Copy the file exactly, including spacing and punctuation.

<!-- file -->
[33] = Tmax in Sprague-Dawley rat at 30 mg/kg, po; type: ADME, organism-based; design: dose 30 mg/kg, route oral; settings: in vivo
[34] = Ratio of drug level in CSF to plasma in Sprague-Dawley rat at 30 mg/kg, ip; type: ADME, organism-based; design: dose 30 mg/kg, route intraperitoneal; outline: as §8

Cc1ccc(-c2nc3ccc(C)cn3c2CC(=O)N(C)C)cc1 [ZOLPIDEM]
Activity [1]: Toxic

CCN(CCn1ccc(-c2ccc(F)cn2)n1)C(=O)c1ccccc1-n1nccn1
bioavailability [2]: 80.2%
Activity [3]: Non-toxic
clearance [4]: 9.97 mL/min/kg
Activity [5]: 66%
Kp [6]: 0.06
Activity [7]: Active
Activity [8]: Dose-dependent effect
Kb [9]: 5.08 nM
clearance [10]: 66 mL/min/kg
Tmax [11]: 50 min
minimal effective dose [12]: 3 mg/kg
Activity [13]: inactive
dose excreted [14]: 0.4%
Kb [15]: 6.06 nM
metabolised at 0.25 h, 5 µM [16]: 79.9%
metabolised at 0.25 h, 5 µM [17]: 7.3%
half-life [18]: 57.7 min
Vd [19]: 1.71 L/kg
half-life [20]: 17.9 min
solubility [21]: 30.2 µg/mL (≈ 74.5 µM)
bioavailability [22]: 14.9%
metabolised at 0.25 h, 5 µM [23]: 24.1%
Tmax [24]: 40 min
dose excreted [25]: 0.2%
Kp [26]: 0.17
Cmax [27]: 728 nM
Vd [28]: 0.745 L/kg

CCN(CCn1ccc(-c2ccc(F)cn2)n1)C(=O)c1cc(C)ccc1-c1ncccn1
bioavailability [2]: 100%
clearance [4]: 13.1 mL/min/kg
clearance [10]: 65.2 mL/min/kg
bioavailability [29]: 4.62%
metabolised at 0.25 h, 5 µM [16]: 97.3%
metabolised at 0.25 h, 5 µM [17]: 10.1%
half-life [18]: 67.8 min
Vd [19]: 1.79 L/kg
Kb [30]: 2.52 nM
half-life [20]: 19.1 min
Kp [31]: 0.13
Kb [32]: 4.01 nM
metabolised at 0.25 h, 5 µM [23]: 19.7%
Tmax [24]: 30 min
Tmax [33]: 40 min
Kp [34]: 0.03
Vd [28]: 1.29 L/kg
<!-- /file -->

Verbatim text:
[33] = Tmax in Sprague-Dawley rat at 30 mg/kg, po; type: ADME, organism-based; design: dose 30 mg/kg, route oral; settings: in vivo
[34] = Ratio of drug level in CSF to plasma in Sprague-Dawley rat at 30 mg/kg, ip; type: ADME, organism-based; design: dose 30 mg/kg, route intraperitoneal; outline: as §8

Cc1ccc(-c2nc3ccc(C)cn3c2CC(=O)N(C)C)cc1 [ZOLPIDEM]
Activity [1]: Toxic

CCN(CCn1ccc(-c2ccc(F)cn2)n1)C(=O)c1ccccc1-n1nccn1
bioavailability [2]: 80.2%
Activity [3]: Non-toxic
clearance [4]: 9.97 mL/min/kg
Activity [5]: 66%
Kp [6]: 0.06
Activity [7]: Active
Activity [8]: Dose-dependent effect
Kb [9]: 5.08 nM
clearance [10]: 66 mL/min/kg
Tmax [11]: 50 min
minimal effective dose [12]: 3 mg/kg
Activity [13]: inactive
dose excreted [14]: 0.4%
Kb [15]: 6.06 nM
metabolised at 0.25 h, 5 µM [16]: 79.9%
metabolised at 0.25 h, 5 µM [17]: 7.3%
half-life [18]: 57.7 min
Vd [19]: 1.71 L/kg
half-life [20]: 17.9 min
solubility [21]: 30.2 µg/mL (≈ 74.5 µM)
bioavailability [22]: 14.9%
metabolised at 0.25 h, 5 µM [23]: 24.1%
Tmax [24]: 40 min
dose excreted [25]: 0.2%
Kp [26]: 0.17
Cmax [27]: 728 nM
Vd [28]: 0.745 L/kg

CCN(CCn1ccc(-c2ccc(F)cn2)n1)C(=O)c1cc(C)ccc1-c1ncccn1
bioavailability [2]: 100%
clearance [4]: 13.1 mL/min/kg
clearance [10]: 65.2 mL/min/kg
bioavailability [29]: 4.62%
metabolised at 0.25 h, 5 µM [16]: 97.3%
metabolised at 0.25 h, 5 µM [17]: 10.1%
half-life [18]: 67.8 min
Vd [19]: 1.79 L/kg
Kb [30]: 2.52 nM
half-life [20]: 19.1 min
Kp [31]: 0.13
Kb [32]: 4.01 nM
metabolised at 0.25 h, 5 µM [23]: 19.7%
Tmax [24]: 30 min
Tmax [33]: 40 min
Kp [34]: 0.03
Vd [28]: 1.29 L/kg